Last week Cato Institute Senior Fellow Randal O’Toole was in Wichita. He delivered a public lecture Thursday evening to a crowd that braved poor weather to attend.
O’Toole said he spent 15 years studying urban planning, and he said he’s learned this: “Urban planners promise us paradise on earth, but first we have to give them the power to create it.”
Imagine an urban planner in 1950 writing a 50-year plan for Wichita. O’Toole showed illustrations of some things we take for granted today but were unknown at that time, such as direct dialing a long-distance telephone call, using a personal computer, and flying on a commercial jet aircraft. But, he said, nearly everyone had rode on trains.
We know that predictions made in the past often turn out to be nowhere near accurate. But urban planners still make these type of long-range plans. The problem, O’Toole said, is that when plans are made, someone is going to benefit from that plan. Those people will lobby to keep the plan in effect so that they continue to benefit. This will be true even if the plan turns out to be totally wrong and a disaster for everyone else.
Cities are too complicated to plan, O’Toole said. There are too many people, and there are too many parcels of land with too many possible uses. Despite this complexity, planners think they should be allowed to dictate the use for each parcel of land.
Since planning is so complicated, planners follow fads. As an example, O’Toole showed an example of a city that created a pedestrian mall downtown, as did some 200 cities across the country. Almost all have since been reopened to traffic.
Another fad was slum clearance, where high-rise housing projects were built to replace slums. These buildings proved to be unlivable, and many have been torn down.
One of the latest fads is “smart growth,” which seeks to increase the density of urban development. O’Toole’s hometown of Portland has embraced this fad. There, an urban growth boundary limits the expansion of developed areas. Instead of growing out, planners want the city to grow up. Minimum density zoning means that high-density housing replaces single family housing.
O’Toole showed a photograph of a nice house that he said sells for $160,000 in Houston. In Portland, at the peak of the bubble, a similar house would sell for $380,000. He said that Portland planners are proud of the fact that developers will buy a house on a quarter-acre lot, tear it down, and replace it with four skinny row houses.
Could this happen in Kansas, he asked? O’Toole said that President Obama’s Secretary of Transportation has decided to require all metropolitan areas to write plans to include compact development.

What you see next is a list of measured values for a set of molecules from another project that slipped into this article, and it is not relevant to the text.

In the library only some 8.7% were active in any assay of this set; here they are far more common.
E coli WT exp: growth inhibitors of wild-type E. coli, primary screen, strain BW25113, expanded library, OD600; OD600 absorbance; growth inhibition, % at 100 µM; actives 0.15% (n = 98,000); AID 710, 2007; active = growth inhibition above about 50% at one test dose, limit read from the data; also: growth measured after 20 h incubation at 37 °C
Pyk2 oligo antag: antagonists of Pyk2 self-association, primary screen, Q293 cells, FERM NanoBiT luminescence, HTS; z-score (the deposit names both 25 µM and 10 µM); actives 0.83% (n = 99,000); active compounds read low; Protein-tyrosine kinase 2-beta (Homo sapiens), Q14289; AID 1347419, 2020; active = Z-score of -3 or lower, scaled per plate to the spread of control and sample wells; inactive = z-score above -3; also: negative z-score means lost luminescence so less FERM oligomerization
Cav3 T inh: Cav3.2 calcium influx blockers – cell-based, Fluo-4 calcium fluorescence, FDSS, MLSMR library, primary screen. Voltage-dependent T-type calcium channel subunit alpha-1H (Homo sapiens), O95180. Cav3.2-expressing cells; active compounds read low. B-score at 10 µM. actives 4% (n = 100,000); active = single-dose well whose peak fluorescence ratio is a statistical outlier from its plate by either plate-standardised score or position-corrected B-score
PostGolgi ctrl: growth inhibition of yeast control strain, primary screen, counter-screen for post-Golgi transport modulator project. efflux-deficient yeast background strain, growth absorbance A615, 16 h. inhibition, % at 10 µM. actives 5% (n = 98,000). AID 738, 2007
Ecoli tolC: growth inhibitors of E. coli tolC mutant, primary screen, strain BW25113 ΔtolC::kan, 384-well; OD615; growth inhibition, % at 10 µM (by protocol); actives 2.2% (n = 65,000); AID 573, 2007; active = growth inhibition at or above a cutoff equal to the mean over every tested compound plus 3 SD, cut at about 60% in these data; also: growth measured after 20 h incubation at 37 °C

Light rail is another favorite tool of urban planners that hasn’t worked. O’Toole told how Portland built light rail rather than highways. Federal dollars encouraged this. But light rail was so expensive that Portland had to cut back on its thriving bus service. Bus fares were raised and service was cut, so bus ridership plummeted.
Portland built still more light rail, however, urged on by campaign contributions from rail contractors. Land near the light rail stations was zoned for high-density development. But no one wanted to develop there, because there was a surplus of high-density development and no parking around these light rail stations — except for train riders, and few people rode the trains. So Portland subsidized high-density development along light rail lines.
Portland also created tax increment financing (or TIF districts) along the light rail lines. O’Toole referred to the money allocated to TIF districts as stolen from police and fire services, and from public schools. But still more TIF districts were created along even more light rail train lines.
The claim by government officials is that light rail promotes economic development. But it’s a zero-sum game, O’Toole said. Development is promoted in one place at the expense of development elsewhere. The added tax burden of TIF makes it a negative-sum game, as the cost of TIF financing slows the economic growth of cities that use TIF compared to those that don’t.
O’Toole showed a photograph of a mixed-use development in Portland with three floors of apartments upstairs, with shops on the bottom floor. But all the stores are empty, because there is no parking for shoppers.
All the spending on light rail in Portland has led to a decrease in the share of commuting trips taken using transit, O’Toole said.
So what is the result of following urban planning fads in Portland? O’Toole said: “If your goal is to make housing unaffordable, make your streets more congested, increase taxes or reduce the quality of urban services, then by all means follow the kind of fads that Portland is doing.”
O’Toole said that cities should follow the type of planning efforts that Anaheim, California has followed in the Platinum Triangle. Instead of using TIF financing to sell bonds and take land by eminent domain, cities should not rely on eminent domain and subsidy. Government should get out of the way, he said.
Randal O’Toole’s appearance on the KPTS Television public affairs program Kansas Week may be viewed at Urban planning discussed on Kansas Week.